Berkshire was then one of about a dozen companies in the United States that had a AAA rating from Standard and Poor's.

Buffett told us after our negotiations, "You are associated with a company that is really regarded as one of the bluest of blue chips. And in associating with Helzberg's we know we have joined with another company that, in its own field, is comparably regarded." I couldn't think of a more gracious thing to say.

I think if my Dad, Barnett Sr., and grandfather, Morris, had still been alive, they too would feel proud and comfortable that our family business, which started in 1915 from a single store in Kansas City, Kansas, and had grown by 1994 into a group of 143 stores in 23 states, with total sales of $282 million, was in capable hands. As Buffett himself finally described the deal that began on a New York sidewalk, "We weren't talking lemonade stands."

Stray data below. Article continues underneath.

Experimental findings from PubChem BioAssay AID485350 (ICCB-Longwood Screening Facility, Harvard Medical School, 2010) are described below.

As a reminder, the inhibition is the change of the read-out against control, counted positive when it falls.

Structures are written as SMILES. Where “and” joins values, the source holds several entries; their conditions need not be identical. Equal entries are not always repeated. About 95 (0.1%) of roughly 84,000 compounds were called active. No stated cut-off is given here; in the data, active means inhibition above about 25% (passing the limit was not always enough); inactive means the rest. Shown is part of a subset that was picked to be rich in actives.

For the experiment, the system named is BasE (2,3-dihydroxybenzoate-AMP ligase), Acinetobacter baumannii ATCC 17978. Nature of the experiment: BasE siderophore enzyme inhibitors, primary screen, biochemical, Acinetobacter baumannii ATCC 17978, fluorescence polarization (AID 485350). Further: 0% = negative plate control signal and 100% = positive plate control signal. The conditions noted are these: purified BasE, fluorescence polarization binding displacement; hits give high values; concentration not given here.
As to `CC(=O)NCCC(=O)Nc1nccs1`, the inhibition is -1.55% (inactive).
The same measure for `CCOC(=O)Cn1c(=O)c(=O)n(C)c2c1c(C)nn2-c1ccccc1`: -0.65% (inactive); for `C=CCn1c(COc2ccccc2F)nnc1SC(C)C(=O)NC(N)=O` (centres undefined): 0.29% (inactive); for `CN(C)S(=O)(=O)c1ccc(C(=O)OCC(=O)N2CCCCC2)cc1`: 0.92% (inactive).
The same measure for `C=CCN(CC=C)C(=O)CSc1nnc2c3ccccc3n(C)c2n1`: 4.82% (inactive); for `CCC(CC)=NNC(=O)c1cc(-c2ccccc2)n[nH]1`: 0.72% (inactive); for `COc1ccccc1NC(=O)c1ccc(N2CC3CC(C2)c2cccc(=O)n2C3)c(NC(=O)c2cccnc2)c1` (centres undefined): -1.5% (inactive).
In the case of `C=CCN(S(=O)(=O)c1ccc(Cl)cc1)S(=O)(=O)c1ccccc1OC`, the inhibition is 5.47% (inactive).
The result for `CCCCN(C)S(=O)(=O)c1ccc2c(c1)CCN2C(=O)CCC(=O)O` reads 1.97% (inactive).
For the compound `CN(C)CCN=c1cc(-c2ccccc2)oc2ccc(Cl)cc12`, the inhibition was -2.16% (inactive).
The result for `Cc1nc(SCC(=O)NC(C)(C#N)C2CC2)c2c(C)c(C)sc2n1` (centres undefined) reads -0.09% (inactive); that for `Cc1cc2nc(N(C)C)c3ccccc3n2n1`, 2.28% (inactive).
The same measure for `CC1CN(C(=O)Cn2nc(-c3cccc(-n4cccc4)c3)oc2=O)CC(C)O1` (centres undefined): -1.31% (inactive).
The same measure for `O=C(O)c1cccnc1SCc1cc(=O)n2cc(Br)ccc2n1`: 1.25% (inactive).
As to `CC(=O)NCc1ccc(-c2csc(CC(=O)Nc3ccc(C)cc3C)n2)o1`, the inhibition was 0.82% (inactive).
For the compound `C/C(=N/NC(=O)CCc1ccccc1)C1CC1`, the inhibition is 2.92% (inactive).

Mining for Diamonds. Dad told us that the higher you go, the nicer they get. Mr.Buffett exemplifies that rule. Consider using fair contracts rather than one where the other party thinks you are playing "gotcha." Berkshire does.. Class and business success are not mutually exclusive. For a priceless educational opportunity buy one share of Berkshire Hathaway B stock so after you get the annual report (available on the web to all), you can go to the annual meeting (for shareholders only). Some claim that one Berkshire meeting is more valuable than a semester-long MBA class.

Selling to the World's Best Investor